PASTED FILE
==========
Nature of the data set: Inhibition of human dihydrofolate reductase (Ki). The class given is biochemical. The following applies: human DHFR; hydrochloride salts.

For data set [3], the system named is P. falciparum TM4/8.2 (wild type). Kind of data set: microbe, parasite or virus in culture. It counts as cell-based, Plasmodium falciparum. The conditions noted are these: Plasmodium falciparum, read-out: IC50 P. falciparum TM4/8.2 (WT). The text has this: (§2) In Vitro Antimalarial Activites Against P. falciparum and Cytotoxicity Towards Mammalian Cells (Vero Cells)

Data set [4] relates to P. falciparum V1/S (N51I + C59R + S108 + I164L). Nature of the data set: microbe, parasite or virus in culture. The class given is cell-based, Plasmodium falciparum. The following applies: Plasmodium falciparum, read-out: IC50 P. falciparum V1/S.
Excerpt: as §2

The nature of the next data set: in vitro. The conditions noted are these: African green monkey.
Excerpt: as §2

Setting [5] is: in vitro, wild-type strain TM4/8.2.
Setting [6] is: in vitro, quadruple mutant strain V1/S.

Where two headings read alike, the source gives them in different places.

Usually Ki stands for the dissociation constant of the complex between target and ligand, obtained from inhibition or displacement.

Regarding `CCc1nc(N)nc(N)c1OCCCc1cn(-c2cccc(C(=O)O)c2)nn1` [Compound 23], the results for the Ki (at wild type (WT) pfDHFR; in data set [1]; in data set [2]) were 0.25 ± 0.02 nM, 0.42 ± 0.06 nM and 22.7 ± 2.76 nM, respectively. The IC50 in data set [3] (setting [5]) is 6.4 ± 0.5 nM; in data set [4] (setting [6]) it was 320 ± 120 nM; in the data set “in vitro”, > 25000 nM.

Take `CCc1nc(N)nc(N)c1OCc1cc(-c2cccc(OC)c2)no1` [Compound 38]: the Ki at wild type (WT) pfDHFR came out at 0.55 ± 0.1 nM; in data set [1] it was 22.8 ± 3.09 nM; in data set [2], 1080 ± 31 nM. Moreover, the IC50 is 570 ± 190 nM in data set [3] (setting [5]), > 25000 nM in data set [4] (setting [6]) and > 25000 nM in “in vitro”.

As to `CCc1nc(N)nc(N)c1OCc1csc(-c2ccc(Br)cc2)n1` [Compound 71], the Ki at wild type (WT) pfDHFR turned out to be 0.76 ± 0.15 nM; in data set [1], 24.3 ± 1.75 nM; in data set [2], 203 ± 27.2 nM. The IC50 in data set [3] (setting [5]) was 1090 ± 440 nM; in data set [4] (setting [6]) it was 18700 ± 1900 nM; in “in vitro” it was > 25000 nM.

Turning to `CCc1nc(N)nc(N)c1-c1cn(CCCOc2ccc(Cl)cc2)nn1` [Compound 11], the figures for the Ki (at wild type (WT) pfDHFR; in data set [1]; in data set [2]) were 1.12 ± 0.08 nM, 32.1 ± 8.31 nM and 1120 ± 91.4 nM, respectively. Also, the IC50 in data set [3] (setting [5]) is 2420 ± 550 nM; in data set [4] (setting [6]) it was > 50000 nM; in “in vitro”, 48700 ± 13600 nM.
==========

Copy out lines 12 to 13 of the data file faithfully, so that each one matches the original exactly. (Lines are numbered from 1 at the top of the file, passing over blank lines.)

Take `CCc1nc(N)nc(N)c1OCc1cc(-c2cccc(OC)c2)no1` [Compound 38]: the Ki at wild type (WT) pfDHFR came out at 0.55 ± 0.1 nM; in data set [1] it was 22.8 ± 3.09 nM; in data set [2], 1080 ± 31 nM. Moreover, the IC50 is 570 ± 190 nM in data set [3] (setting [5]), > 25000 nM in data set [4] (setting [6]) and > 25000 nM in “in vitro”.

As to `CCc1nc(N)nc(N)c1OCc1csc(-c2ccc(Br)cc2)n1` [Compound 71], the Ki at wild type (WT) pfDHFR turned out to be 0.76 ± 0.15 nM; in data set [1], 24.3 ± 1.75 nM; in data set [2], 203 ± 27.2 nM. The IC50 in data set [3] (setting [5]) was 1090 ± 440 nM; in data set [4] (setting [6]) it was 18700 ± 1900 nM; in “in vitro” it was > 25000 nM.